Writer: Jane Moorman, (505) 249-0527, email@example.com
New Mexico State University's Cooperative Extension Service will help two regional groups develop an economic development strategic plan as part of the U.S. Department of Agriculture's Stronger Economies Together program.
NMSU's College of Agricultural, Consumer and Environmental Sciences' community resources and economic development program is coordinating the training for community leaders from the southwest region Luna, Hidalgo, Grants and Catron counties, and northeast region Colfax, Union, Mora, San Miguel, Harding, Quay and Guadalupe counties, as they develop a strategic plan to strengthen their regional economy.
The southwest region will begin the process Thursday, Oct. 14, in Deming, while the northeastern region will begin on Nov. 19 in Tucumcari. The initial training session will give the participants a snapshot of the Stronger Economies Together program, which is designed to help counties to work together to develop and implement a regional economic development strategic plan.
"The SET program provides New Mexico's rural counties and communities with a unique opportunity to grow their economies through regional planning," said Michael Patrick, NMSU's Extension community resource and economic development specialist.
SET is a collaborative initiative between the Western Regional Rural Development Center at Utah State University, USDA Rural Development, NMSU and the New Mexico State Economic Development Department.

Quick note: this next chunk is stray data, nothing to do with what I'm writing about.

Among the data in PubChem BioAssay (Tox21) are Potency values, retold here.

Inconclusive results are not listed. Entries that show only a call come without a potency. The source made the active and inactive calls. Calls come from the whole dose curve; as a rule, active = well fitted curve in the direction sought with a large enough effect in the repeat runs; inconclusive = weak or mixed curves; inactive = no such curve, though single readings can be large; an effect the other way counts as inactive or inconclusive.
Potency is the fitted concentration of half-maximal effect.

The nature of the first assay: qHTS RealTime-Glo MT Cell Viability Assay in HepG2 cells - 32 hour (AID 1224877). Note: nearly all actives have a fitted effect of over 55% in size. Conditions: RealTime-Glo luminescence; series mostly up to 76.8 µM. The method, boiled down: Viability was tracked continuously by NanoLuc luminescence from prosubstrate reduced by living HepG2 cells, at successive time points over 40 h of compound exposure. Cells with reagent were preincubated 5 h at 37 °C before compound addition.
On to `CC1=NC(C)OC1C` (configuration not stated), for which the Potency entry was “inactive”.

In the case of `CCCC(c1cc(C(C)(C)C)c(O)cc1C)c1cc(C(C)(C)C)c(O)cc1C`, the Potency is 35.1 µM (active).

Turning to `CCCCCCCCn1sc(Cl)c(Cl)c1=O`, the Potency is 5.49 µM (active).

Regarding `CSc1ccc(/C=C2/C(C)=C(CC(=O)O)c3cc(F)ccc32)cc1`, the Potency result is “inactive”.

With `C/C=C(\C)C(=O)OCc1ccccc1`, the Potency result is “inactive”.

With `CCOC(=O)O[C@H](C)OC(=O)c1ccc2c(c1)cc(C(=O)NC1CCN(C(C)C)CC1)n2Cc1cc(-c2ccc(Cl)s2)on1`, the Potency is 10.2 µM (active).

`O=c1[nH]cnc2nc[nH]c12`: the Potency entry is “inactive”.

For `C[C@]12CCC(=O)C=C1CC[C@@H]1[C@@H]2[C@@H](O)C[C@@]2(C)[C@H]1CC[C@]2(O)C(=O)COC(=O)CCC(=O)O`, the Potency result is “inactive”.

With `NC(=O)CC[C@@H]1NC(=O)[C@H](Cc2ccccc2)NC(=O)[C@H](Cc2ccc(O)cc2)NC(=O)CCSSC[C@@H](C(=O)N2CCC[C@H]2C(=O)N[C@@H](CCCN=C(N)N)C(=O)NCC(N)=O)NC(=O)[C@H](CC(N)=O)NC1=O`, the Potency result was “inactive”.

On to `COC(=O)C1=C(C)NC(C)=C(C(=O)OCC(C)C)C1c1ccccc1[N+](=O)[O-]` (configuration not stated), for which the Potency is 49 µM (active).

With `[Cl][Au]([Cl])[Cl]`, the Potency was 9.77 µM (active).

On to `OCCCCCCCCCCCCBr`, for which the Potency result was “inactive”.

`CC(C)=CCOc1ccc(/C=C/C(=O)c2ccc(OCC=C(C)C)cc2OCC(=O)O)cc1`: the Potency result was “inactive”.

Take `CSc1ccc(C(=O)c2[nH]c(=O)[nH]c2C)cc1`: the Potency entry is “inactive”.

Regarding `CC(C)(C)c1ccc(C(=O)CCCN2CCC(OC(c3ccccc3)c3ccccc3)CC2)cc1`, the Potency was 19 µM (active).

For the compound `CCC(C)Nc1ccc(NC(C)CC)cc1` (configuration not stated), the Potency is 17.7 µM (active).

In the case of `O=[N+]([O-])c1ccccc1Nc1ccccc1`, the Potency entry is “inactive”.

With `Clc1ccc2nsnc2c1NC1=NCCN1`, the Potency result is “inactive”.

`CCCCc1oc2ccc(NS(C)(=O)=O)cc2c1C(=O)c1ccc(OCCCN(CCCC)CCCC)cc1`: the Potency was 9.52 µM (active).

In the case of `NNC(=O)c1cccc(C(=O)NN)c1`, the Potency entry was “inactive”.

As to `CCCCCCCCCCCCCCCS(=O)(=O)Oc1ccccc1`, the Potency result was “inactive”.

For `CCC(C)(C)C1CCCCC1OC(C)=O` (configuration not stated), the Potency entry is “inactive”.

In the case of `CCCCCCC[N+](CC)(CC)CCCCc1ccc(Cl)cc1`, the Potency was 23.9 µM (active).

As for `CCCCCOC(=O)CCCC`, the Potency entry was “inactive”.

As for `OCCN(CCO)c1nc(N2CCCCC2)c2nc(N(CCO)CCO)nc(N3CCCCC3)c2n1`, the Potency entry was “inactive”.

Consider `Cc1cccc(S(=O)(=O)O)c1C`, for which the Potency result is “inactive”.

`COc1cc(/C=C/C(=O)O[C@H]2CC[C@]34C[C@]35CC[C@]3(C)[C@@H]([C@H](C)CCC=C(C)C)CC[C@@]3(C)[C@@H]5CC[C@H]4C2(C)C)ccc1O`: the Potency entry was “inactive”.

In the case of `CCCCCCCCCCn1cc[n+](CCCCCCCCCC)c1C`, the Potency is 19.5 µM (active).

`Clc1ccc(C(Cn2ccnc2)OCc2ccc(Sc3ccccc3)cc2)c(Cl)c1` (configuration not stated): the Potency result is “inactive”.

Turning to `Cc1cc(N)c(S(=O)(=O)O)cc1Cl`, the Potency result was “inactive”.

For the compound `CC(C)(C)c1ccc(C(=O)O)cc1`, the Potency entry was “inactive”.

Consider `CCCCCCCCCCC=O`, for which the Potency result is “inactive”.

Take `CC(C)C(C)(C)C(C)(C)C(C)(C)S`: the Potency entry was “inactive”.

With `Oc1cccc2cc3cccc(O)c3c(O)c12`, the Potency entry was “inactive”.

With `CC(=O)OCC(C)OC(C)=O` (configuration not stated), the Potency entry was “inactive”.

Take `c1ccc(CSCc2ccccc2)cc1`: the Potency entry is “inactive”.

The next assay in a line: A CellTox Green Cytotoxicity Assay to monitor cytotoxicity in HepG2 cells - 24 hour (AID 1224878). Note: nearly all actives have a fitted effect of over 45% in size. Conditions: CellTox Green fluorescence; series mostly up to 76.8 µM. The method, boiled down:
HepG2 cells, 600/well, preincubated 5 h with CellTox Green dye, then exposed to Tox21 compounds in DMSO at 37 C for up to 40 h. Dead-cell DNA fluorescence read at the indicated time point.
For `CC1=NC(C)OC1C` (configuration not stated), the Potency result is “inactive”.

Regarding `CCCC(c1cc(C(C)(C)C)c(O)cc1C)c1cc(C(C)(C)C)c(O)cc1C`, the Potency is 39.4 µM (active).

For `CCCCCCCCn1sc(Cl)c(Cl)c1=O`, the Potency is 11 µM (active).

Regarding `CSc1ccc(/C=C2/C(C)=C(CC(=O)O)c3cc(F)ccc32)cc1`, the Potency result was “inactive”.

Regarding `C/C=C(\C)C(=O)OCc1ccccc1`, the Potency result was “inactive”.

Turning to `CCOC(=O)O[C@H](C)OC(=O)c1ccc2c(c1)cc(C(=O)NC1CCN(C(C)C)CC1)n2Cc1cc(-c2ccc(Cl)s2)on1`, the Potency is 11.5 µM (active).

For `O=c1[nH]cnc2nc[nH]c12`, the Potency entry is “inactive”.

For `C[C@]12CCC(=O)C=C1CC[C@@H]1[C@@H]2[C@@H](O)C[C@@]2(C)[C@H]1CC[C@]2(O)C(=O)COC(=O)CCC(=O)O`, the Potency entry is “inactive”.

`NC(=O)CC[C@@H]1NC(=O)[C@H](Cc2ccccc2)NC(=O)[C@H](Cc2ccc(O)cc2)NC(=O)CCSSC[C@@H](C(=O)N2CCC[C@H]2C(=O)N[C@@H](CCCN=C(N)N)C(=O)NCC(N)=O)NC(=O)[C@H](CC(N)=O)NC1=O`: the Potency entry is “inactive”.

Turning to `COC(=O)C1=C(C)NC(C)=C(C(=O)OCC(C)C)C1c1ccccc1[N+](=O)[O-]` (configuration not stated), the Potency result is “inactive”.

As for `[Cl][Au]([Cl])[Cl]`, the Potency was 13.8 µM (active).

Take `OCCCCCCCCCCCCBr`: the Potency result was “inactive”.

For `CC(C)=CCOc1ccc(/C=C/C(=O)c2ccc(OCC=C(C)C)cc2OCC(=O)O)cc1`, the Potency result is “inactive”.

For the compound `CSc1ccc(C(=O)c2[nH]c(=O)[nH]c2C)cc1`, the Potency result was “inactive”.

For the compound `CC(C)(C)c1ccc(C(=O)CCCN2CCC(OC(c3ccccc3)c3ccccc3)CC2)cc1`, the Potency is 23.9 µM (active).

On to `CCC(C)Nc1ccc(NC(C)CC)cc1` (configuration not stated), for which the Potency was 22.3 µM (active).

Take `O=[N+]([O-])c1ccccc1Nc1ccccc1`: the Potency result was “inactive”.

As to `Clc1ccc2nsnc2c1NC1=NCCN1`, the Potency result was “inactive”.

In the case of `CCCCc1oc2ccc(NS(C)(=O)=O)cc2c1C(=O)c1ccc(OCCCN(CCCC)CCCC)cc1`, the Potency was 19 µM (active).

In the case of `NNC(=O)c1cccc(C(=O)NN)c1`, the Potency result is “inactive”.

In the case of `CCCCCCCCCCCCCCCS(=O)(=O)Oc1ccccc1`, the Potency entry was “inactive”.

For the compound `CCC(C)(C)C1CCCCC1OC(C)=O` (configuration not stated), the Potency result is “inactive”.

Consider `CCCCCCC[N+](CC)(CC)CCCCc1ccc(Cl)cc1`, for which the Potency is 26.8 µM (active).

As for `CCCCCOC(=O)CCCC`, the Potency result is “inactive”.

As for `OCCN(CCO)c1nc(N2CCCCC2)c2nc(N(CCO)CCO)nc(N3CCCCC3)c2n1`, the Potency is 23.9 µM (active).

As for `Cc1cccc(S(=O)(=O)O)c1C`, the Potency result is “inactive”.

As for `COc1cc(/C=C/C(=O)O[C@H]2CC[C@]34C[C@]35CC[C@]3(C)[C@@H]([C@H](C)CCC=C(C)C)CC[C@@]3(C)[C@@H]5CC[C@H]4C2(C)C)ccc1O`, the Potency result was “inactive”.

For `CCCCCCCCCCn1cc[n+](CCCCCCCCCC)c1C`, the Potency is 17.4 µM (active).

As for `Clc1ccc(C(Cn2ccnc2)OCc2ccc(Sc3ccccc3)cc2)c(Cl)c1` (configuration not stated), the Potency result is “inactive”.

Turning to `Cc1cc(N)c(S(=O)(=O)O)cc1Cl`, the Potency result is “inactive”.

Community leaders will receive 20 hours of training on the SET program and guidance on ways to strengthen and enhance regional economic development activities.
"The training will provide tools that can help uncover the variety of assets and resources that exist in the region that can contribute to the area's economic activities," Patrick said.
Training will include eight modules focusing on regional economic development, building a strong regional team, a regional vision and goals, exploring assets and barriers, examining current demographic features of the region, exploring the region's economic foundation and development opportunities, planning for success and measuring for success.
Key data tailored to each region will be provided to help the regional teams examine the critical driver of its economy and emerging economic sectors that may determine if that particular region might hold a comparative edge in the domestic and/or the international marketplace.
"We have found that communities that work together to solve common economic development issues are more successful and sustainable," said Terry Brunner, New Mexico's USDA Rural Development state director. "We believe this collaborative opportunity will help these selected rural communities to develop strategies to meet the economic challenges facing our state and our country."
New Mexico is one of eight states involved in the pilot program. Other states include Arizona, Kentucky, Louisiana, Missouri, Ohio, Pennsylvania and West Virginia. Web seminars with the other 15 selected regions in the United States will also be provided, which will enable the sharing of information and gathering of ideas from other rural communities across the country.
During the one-year period of the project, SET program will provide technical assistance and educational support from NMSU Extension educators, USDA Rural Development staff, and appropriate regional rural development centers.
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